Trend-setting Irish designers wow at London Fashion Week
Nostalgia in muted, pastel colours, paper light tweed in red plaid and "wearable 3D" experiences - some of the best and agenda-setting looks on the second day of London Fashion Week AW15 came from the catwalk shows of Irish designers.
Orla Kiely does nostalgia so well and her models mingled in a library so we could see the muted colours and textures of her grid knits and mustard, mohair coat, with its 'thrown-on' elegance, worn with a rope-handled bag. But it was her charming, knee-length, full-skirted dresses that stood out for me along with a coral cape jacket and biker-style jacket suit.
The star look was an ultra feminine, peachy pink paper taffeta dress with square shirt collar and rounded sheer bib front which was nipped in at the waist and unfolded into a full skirt. All were accessorised with Orla's Clarks shoes, which next season feature a double strap flat in rich gold and variations on her popular, patent T-bar platforms.
For sheer drama and sense of pomp and occasion, Simone Rocha's show at London's Guildhall topped all others on Saturday. The Dubliner instantly nailed it starting with gleaming, black velvet with clusters of black beading and patent 'Mary Jane' shoes with signature perspex cube heels.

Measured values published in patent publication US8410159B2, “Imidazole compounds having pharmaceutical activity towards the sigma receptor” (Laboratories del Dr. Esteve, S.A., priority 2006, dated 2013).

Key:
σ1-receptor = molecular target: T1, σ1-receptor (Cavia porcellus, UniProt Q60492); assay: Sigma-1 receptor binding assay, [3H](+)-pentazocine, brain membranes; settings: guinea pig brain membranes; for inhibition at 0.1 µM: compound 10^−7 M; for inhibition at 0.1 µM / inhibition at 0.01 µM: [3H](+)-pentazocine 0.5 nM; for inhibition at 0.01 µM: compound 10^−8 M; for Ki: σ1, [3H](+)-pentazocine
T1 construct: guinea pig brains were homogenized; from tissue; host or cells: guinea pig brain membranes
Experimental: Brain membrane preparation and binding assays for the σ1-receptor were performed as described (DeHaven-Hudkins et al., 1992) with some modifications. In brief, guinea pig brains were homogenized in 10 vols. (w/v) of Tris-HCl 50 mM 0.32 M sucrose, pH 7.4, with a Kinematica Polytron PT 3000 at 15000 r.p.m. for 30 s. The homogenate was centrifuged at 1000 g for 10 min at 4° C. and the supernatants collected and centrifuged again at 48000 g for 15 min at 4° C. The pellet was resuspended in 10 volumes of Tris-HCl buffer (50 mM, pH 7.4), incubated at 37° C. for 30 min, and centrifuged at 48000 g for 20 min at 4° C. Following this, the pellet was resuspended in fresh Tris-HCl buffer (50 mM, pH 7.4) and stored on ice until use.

She worked her magic in floral prints, tulle and tapestry fabric based on an archive print motif which she executed in black with luxe, textural beading, accessorised with elegant vanity box bags.
Simone worked with the famous Linton company in Scotland (where Coco Chanel bought her tweed) and gave paper light, red plaid tweed a modern twist with a stunning dress featuring a slanting hemline.
It was a visual treat and the eyes of the audience widened as they ate up the surface detail, with different-sized pearls nestling into a frill down the side and a double strand pearl choker around the model's neck.
Simone had two memorable double-breasted black wool coats with panels of tumbling goat hair which added a glorious "wearable 3D" experience.
She explored frilled edges on multiple fabrics including black satin and, for the legion of fans who adored her SS15 triumph of red embroidered mesh, she has taken the concept and revisited it with tiny motifs like beehives inspired by her favourite artist, Louise Bourgeois.
Meanwhile, Danielle Romeril's NEWGEN show at Somerset House was inspired by the Armageddon notion of no shops and not being able to buy clothes.
Danielle combined contrasting fabrics such as tech quilt with velvet flocked lace, corded velvet, leather fringing and tartan.
She used Odoshi, a Samurai lacing technique, to link her patchwork concept and her favourite of the 18 looks was her final piece, a dress of flocked lace, tartan and fringed hem worn with wooden clogs which also come in pony hair.
JW Anderson is respected as a creative agenda setter and his show on Saturday took us down a 1980s route - not a decade that covered itself in glory or is remembered for its iconic shapes.